IInterest rates on new federal student loans are expected to rise by more than a full percentage point this year, which means borrowing money to pay for college is about to get a whole lot more expensive.
Undergraduate loans will now have a rate of 4.99%, up from the relatively low rate of 3.73% last year. Direct graduate student loans will bear interest at 6.54%, down from 5.28% previously. PLUS loans (for both parents borrowing for their children and graduate students) will have an interest rate of 7.54%, down from 6.28%.
The new rates will come into effect on July 1 and will apply to loans issued for the 2022-2023 academic year. They are linked to the interest rate on the 10-year Treasury note, which was determined by a Treasury auction on Wednesday. They do not apply to private student loans.
Interest rates on federal student loans reset each year and are fixed for the life of the loan. Many student borrowers take out new loans each year they are in school, so it is possible for students to take out multiple loans with several different interest rates – some more forgiving than others. Next year’s hike will mean students taking out new loans will end up paying hundreds of dollars more in interest than they will on older loans at lower rates.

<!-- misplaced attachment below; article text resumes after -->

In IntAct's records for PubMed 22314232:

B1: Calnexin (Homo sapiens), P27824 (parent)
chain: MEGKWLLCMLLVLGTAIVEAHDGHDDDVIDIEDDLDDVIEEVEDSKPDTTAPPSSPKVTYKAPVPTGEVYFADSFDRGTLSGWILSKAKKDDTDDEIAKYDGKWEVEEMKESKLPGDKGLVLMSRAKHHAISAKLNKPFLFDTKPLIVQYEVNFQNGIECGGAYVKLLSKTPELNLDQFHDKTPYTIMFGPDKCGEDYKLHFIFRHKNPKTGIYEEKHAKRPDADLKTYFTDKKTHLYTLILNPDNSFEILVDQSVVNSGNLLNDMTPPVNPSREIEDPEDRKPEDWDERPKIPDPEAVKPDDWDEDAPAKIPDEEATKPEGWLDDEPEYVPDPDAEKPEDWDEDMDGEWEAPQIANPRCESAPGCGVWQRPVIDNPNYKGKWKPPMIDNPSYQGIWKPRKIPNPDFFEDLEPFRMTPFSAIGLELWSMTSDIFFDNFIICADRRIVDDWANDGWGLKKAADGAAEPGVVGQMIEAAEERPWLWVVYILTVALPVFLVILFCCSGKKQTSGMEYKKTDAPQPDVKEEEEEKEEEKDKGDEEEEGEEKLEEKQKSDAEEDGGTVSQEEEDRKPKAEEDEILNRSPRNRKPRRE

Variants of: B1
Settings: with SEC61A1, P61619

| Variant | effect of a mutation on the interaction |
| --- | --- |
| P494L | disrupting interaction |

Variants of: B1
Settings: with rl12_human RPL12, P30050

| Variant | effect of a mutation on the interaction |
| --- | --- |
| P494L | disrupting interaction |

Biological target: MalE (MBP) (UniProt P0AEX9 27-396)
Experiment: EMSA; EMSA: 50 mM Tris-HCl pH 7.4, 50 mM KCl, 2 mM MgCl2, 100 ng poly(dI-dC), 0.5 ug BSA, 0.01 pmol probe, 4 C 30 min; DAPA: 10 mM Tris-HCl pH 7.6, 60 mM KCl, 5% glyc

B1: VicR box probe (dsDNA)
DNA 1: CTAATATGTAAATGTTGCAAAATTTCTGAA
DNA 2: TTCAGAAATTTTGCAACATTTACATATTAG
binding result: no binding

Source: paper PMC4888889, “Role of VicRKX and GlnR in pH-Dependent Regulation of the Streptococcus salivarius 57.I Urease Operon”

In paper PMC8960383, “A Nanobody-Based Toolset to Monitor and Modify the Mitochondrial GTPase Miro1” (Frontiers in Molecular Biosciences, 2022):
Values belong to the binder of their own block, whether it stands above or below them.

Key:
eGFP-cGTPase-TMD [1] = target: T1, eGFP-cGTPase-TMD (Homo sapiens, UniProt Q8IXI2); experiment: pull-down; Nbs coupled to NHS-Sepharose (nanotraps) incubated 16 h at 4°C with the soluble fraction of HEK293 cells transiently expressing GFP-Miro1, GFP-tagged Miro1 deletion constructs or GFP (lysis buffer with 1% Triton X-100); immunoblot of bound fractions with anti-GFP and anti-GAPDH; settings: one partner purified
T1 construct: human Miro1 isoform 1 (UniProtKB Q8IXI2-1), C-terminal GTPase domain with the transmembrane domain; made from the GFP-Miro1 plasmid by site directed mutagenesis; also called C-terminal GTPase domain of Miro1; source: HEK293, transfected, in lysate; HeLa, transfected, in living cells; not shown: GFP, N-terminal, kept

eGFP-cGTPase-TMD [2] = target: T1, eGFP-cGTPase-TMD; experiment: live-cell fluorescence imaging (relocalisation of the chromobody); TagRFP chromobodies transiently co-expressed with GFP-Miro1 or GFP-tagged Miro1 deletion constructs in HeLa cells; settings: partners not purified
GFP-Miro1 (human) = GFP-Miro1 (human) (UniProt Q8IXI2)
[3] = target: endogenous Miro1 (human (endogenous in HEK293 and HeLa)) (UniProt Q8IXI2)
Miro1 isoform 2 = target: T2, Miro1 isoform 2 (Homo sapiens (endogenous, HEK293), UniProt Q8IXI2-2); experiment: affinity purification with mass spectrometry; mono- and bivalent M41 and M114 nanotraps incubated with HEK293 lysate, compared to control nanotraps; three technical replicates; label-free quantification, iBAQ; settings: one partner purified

The new higher rates are not entirely out of step with recent history, however. In 2018, fixed rates on undergraduate student loans reached 5.05%.
Why Are Student Loan Interest Rates Rising So Fast?
The big jump in rates on 10-year Treasury bills is due to recent actions by the Federal Reserve, which raised its benchmark interest rate by half a percentage point last week to combat the surge in inflation. The hike was the second so far this year.
The rate hike also comes amid a heated national debate over student loan forgiveness. Some 40 million Americans cumulatively owe $1.59 trillion in student loans, according to data released this week by the Federal Reserve Bank of New York.
Payments on federal student loans have been suspended and interest rates set at 0% since the start of the pandemic (they are expected to resume in September), but many Americans and progressive lawmakers are pushing for President Biden to cancel a portion of student debt via executive order. It’s unclear what Biden plans to do yet, but here’s everything we know so far.
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